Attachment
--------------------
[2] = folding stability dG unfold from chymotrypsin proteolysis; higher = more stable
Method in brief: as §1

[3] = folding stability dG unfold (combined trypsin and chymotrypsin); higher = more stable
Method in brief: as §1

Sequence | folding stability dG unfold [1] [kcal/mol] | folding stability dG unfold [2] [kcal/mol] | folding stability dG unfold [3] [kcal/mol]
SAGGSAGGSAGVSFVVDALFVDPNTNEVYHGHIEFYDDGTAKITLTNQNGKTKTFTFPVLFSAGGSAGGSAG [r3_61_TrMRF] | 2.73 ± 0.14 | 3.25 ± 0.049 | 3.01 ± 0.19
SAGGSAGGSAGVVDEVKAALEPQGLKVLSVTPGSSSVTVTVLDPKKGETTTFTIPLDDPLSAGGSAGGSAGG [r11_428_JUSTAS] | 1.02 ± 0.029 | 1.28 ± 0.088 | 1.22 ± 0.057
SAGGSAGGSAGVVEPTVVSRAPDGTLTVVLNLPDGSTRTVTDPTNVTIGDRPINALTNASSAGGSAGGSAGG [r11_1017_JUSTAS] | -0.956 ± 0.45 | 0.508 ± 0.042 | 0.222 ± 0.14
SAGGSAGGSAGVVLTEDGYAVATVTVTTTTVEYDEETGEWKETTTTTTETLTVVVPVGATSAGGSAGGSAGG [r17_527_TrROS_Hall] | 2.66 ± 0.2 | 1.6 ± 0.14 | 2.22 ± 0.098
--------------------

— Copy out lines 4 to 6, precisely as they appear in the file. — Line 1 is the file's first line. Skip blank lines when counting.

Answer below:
Method in brief: as §1

Sequence | folding stability dG unfold [1] [kcal/mol] | folding stability dG unfold [2] [kcal/mol] | folding stability dG unfold [3] [kcal/mol]
SAGGSAGGSAGVSFVVDALFVDPNTNEVYHGHIEFYDDGTAKITLTNQNGKTKTFTFPVLFSAGGSAGGSAG [r3_61_TrMRF] | 2.73 ± 0.14 | 3.25 ± 0.049 | 3.01 ± 0.19